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The genetic basis of cadmium resistance of Burkholderia cenocepacia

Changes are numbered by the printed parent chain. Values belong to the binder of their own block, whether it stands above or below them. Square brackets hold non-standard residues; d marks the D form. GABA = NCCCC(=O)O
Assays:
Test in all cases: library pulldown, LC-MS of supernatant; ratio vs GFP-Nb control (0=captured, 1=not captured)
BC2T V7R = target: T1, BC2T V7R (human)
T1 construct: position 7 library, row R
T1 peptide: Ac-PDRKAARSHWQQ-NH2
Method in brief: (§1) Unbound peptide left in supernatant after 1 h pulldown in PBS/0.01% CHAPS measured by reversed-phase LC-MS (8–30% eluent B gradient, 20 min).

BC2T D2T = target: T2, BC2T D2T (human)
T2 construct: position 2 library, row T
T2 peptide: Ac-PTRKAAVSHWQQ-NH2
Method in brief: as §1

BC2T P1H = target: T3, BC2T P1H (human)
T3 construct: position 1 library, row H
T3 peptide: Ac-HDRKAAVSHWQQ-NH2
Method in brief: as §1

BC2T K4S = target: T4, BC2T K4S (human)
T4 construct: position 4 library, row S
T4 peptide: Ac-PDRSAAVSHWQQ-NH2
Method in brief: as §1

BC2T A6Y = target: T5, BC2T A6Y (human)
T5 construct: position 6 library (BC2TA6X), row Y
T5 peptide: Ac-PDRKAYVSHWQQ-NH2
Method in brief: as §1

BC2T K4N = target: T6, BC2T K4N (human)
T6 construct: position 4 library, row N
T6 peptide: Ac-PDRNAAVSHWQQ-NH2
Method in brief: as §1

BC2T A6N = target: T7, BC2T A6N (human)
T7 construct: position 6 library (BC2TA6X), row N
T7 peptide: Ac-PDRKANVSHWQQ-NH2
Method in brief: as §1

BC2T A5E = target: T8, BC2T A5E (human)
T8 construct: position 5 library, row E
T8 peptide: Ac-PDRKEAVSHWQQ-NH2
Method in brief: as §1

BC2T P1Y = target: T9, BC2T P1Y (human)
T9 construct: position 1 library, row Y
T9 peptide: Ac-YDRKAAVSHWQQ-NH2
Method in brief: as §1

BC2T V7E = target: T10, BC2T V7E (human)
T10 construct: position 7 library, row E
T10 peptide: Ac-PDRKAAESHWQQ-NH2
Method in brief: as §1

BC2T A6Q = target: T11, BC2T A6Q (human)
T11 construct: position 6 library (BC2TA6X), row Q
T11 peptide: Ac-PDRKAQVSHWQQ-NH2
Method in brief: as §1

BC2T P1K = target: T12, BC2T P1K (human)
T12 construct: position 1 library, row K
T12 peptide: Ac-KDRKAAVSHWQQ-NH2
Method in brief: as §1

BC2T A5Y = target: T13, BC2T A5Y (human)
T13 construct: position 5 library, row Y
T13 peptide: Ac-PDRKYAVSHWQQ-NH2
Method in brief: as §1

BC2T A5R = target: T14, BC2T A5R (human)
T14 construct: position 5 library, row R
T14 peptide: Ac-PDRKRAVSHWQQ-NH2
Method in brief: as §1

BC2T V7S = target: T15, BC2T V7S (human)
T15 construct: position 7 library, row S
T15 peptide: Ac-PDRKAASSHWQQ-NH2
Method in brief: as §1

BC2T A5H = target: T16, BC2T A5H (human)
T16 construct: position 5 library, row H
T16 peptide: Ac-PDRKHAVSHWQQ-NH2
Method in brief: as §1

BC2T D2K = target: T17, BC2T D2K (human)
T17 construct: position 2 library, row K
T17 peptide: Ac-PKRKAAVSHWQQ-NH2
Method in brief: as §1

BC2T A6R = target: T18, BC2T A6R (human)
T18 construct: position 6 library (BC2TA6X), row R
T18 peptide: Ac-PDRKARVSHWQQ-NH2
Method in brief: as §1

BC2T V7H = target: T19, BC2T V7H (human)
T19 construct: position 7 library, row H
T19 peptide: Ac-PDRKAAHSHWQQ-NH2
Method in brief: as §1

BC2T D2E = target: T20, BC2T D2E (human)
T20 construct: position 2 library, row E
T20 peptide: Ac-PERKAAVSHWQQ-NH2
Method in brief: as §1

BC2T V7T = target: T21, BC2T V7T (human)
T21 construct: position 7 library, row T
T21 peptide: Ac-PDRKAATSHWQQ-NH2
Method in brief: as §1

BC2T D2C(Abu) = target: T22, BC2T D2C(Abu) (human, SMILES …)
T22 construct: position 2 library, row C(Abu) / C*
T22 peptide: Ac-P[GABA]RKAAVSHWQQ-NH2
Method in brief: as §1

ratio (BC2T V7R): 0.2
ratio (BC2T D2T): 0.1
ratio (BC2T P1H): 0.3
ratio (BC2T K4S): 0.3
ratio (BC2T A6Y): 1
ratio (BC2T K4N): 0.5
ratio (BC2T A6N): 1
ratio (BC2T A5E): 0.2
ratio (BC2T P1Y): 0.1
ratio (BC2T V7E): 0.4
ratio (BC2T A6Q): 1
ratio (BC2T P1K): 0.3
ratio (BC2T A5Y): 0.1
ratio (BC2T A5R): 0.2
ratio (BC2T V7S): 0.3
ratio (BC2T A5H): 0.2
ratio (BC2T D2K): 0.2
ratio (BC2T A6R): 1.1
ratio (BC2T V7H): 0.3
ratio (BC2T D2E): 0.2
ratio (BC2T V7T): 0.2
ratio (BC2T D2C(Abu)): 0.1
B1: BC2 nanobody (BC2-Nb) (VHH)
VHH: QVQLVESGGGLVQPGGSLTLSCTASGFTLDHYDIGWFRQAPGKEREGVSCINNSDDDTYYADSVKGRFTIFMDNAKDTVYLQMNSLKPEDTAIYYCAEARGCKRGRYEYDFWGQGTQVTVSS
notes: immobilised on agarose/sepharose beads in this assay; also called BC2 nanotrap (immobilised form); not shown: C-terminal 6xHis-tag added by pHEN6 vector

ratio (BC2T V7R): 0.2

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Burkholderia species are highly resistant to heavy metals (HMs), yet their resistance mechanisms are largely unknown. In this study we screened 5000 mini-Tn5 transposon insertion mutants of Burkholderia cenocepacia H111 for loss of cadmium tolerance. Of the four genes identified three affected outer membrane biogenesis and integrity or DNA repair. The fourth gene, BCAE0587, encoded a P1-type ATPase belonging to the CadA family of HM exporters. CadA-deficient strains lost the ability to grow in the presence of cadmium, zinc and lead, whereas resistance to nickel, copper and cobalt was not affected. Expression studies using a transcriptional fusion of the cadA promoter to gfp confirmed this specificity, as induction was only observed in presence of cadmium, zinc and lead. The promoter activity was found to be highest at neutral pH with an activation threshold of 30 nM cadmium. Inoculation of the HM-hyperaccumulating plant Arabidopsis halleri with a RFP-marked derivative of B. cenocepacia H111 containing the PcadAgfp fusion demonstrated the applicability of this biosensor for monitoring cadmium at the single cell level in a natural environment.

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